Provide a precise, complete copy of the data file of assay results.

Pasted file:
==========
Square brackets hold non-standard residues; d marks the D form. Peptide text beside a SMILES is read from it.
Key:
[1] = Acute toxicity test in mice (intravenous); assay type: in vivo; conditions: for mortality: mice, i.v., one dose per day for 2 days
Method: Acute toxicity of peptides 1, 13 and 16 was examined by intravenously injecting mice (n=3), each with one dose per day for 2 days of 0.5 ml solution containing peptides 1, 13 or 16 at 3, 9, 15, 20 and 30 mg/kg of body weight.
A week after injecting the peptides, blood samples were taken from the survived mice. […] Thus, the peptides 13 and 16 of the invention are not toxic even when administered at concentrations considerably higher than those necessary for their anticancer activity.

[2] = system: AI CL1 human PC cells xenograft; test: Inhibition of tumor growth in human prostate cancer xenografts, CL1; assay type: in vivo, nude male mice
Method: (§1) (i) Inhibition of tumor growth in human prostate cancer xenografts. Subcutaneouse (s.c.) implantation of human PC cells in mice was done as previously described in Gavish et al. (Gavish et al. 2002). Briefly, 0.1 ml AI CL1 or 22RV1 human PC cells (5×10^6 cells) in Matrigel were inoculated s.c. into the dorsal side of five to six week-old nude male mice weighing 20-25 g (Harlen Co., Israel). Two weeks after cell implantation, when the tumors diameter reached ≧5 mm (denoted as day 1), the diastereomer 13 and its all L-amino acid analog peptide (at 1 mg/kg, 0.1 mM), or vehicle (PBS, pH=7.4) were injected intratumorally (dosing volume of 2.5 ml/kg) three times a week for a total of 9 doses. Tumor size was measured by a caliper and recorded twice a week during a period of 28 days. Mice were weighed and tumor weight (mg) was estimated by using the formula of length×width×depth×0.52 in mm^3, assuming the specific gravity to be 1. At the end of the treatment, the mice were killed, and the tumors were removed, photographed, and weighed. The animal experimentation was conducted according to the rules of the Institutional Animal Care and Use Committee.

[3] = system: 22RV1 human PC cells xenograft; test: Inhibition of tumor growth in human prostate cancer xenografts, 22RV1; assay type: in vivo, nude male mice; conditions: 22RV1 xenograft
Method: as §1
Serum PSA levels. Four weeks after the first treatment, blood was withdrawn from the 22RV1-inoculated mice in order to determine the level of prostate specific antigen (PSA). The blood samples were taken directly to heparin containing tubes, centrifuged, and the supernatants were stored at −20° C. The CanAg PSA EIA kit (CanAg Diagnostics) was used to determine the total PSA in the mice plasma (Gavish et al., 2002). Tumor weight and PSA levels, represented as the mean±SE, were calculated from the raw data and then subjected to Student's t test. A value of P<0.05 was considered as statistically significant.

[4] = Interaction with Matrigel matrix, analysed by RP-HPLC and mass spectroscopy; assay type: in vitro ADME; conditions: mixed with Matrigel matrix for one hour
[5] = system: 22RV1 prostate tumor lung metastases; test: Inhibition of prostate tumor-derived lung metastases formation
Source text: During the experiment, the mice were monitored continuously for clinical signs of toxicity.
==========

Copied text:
Square brackets hold non-standard residues; d marks the D form. Peptide text beside a SMILES is read from it.
Key:
[1] = Acute toxicity test in mice (intravenous); assay type: in vivo; conditions: for mortality: mice, i.v., one dose per day for 2 days
Method: Acute toxicity of peptides 1, 13 and 16 was examined by intravenously injecting mice (n=3), each with one dose per day for 2 days of 0.5 ml solution containing peptides 1, 13 or 16 at 3, 9, 15, 20 and 30 mg/kg of body weight.
A week after injecting the peptides, blood samples were taken from the survived mice. […] Thus, the peptides 13 and 16 of the invention are not toxic even when administered at concentrations considerably higher than those necessary for their anticancer activity.

[2] = system: AI CL1 human PC cells xenograft; test: Inhibition of tumor growth in human prostate cancer xenografts, CL1; assay type: in vivo, nude male mice
Method: (§1) (i) Inhibition of tumor growth in human prostate cancer xenografts. Subcutaneouse (s.c.) implantation of human PC cells in mice was done as previously described in Gavish et al. (Gavish et al. 2002). Briefly, 0.1 ml AI CL1 or 22RV1 human PC cells (5×10^6 cells) in Matrigel were inoculated s.c. into the dorsal side of five to six week-old nude male mice weighing 20-25 g (Harlen Co., Israel). Two weeks after cell implantation, when the tumors diameter reached ≧5 mm (denoted as day 1), the diastereomer 13 and its all L-amino acid analog peptide (at 1 mg/kg, 0.1 mM), or vehicle (PBS, pH=7.4) were injected intratumorally (dosing volume of 2.5 ml/kg) three times a week for a total of 9 doses. Tumor size was measured by a caliper and recorded twice a week during a period of 28 days. Mice were weighed and tumor weight (mg) was estimated by using the formula of length×width×depth×0.52 in mm^3, assuming the specific gravity to be 1. At the end of the treatment, the mice were killed, and the tumors were removed, photographed, and weighed. The animal experimentation was conducted according to the rules of the Institutional Animal Care and Use Committee.

[3] = system: 22RV1 human PC cells xenograft; test: Inhibition of tumor growth in human prostate cancer xenografts, 22RV1; assay type: in vivo, nude male mice; conditions: 22RV1 xenograft
Method: as §1
Serum PSA levels. Four weeks after the first treatment, blood was withdrawn from the 22RV1-inoculated mice in order to determine the level of prostate specific antigen (PSA). The blood samples were taken directly to heparin containing tubes, centrifuged, and the supernatants were stored at −20° C. The CanAg PSA EIA kit (CanAg Diagnostics) was used to determine the total PSA in the mice plasma (Gavish et al., 2002). Tumor weight and PSA levels, represented as the mean±SE, were calculated from the raw data and then subjected to Student's t test. A value of P<0.05 was considered as statistically significant.

[4] = Interaction with Matrigel matrix, analysed by RP-HPLC and mass spectroscopy; assay type: in vitro ADME; conditions: mixed with Matrigel matrix for one hour
[5] = system: 22RV1 prostate tumor lung metastases; test: Inhibition of prostate tumor-derived lung metastases formation
Source text: During the experiment, the mice were monitored continuously for clinical signs of toxicity.